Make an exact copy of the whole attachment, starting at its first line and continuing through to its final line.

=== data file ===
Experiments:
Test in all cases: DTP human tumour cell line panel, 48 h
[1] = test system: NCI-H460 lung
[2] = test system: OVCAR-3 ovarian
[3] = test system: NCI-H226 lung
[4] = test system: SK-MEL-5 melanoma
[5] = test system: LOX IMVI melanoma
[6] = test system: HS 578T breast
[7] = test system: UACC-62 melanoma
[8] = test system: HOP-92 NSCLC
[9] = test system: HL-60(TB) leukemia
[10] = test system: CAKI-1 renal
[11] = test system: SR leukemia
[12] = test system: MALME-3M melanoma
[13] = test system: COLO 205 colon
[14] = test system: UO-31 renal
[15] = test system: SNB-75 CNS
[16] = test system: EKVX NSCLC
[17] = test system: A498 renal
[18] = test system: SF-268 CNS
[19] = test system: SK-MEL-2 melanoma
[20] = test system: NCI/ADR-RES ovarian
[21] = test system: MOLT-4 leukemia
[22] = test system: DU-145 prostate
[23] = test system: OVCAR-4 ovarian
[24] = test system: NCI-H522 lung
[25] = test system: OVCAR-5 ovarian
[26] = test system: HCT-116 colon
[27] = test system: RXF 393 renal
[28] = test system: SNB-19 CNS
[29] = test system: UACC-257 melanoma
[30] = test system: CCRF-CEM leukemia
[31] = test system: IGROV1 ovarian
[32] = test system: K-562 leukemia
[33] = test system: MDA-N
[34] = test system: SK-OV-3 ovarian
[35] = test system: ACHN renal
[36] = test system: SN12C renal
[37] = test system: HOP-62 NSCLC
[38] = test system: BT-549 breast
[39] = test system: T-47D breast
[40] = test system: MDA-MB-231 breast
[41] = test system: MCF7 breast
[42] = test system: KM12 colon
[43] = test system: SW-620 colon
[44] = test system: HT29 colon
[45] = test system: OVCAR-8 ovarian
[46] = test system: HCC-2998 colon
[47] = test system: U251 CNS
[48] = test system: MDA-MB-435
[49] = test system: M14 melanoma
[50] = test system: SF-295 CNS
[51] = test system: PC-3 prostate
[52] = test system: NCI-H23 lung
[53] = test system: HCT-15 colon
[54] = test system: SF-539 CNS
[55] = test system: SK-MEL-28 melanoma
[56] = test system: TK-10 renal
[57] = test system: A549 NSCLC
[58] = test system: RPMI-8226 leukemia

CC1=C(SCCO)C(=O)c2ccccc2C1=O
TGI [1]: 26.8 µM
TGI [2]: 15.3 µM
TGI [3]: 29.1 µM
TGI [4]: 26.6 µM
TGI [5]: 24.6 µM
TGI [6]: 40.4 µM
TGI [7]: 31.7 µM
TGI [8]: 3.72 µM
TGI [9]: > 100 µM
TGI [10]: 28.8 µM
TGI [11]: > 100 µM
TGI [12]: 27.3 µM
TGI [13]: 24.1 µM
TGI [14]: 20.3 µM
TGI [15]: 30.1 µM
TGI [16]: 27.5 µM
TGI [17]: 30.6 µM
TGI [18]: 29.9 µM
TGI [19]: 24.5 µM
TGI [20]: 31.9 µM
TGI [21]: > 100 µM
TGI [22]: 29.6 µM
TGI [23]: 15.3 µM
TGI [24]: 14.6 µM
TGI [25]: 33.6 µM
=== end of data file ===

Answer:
Experiments:
Test in all cases: DTP human tumour cell line panel, 48 h
[1] = test system: NCI-H460 lung
[2] = test system: OVCAR-3 ovarian
[3] = test system: NCI-H226 lung
[4] = test system: SK-MEL-5 melanoma
[5] = test system: LOX IMVI melanoma
[6] = test system: HS 578T breast
[7] = test system: UACC-62 melanoma
[8] = test system: HOP-92 NSCLC
[9] = test system: HL-60(TB) leukemia
[10] = test system: CAKI-1 renal
[11] = test system: SR leukemia
[12] = test system: MALME-3M melanoma
[13] = test system: COLO 205 colon
[14] = test system: UO-31 renal
[15] = test system: SNB-75 CNS
[16] = test system: EKVX NSCLC
[17] = test system: A498 renal
[18] = test system: SF-268 CNS
[19] = test system: SK-MEL-2 melanoma
[20] = test system: NCI/ADR-RES ovarian
[21] = test system: MOLT-4 leukemia
[22] = test system: DU-145 prostate
[23] = test system: OVCAR-4 ovarian
[24] = test system: NCI-H522 lung
[25] = test system: OVCAR-5 ovarian
[26] = test system: HCT-116 colon
[27] = test system: RXF 393 renal
[28] = test system: SNB-19 CNS
[29] = test system: UACC-257 melanoma
[30] = test system: CCRF-CEM leukemia
[31] = test system: IGROV1 ovarian
[32] = test system: K-562 leukemia
[33] = test system: MDA-N
[34] = test system: SK-OV-3 ovarian
[35] = test system: ACHN renal
[36] = test system: SN12C renal
[37] = test system: HOP-62 NSCLC
[38] = test system: BT-549 breast
[39] = test system: T-47D breast
[40] = test system: MDA-MB-231 breast
[41] = test system: MCF7 breast
[42] = test system: KM12 colon
[43] = test system: SW-620 colon
[44] = test system: HT29 colon
[45] = test system: OVCAR-8 ovarian
[46] = test system: HCC-2998 colon
[47] = test system: U251 CNS
[48] = test system: MDA-MB-435
[49] = test system: M14 melanoma
[50] = test system: SF-295 CNS
[51] = test system: PC-3 prostate
[52] = test system: NCI-H23 lung
[53] = test system: HCT-15 colon
[54] = test system: SF-539 CNS
[55] = test system: SK-MEL-28 melanoma
[56] = test system: TK-10 renal
[57] = test system: A549 NSCLC
[58] = test system: RPMI-8226 leukemia

CC1=C(SCCO)C(=O)c2ccccc2C1=O
TGI [1]: 26.8 µM
TGI [2]: 15.3 µM
TGI [3]: 29.1 µM
TGI [4]: 26.6 µM
TGI [5]: 24.6 µM
TGI [6]: 40.4 µM
TGI [7]: 31.7 µM
TGI [8]: 3.72 µM
TGI [9]: > 100 µM
TGI [10]: 28.8 µM
TGI [11]: > 100 µM
TGI [12]: 27.3 µM
TGI [13]: 24.1 µM
TGI [14]: 20.3 µM
TGI [15]: 30.1 µM
TGI [16]: 27.5 µM
TGI [17]: 30.6 µM
TGI [18]: 29.9 µM
TGI [19]: 24.5 µM
TGI [20]: 31.9 µM
TGI [21]: > 100 µM
TGI [22]: 29.6 µM
TGI [23]: 15.3 µM
TGI [24]: 14.6 µM
TGI [25]: 33.6 µM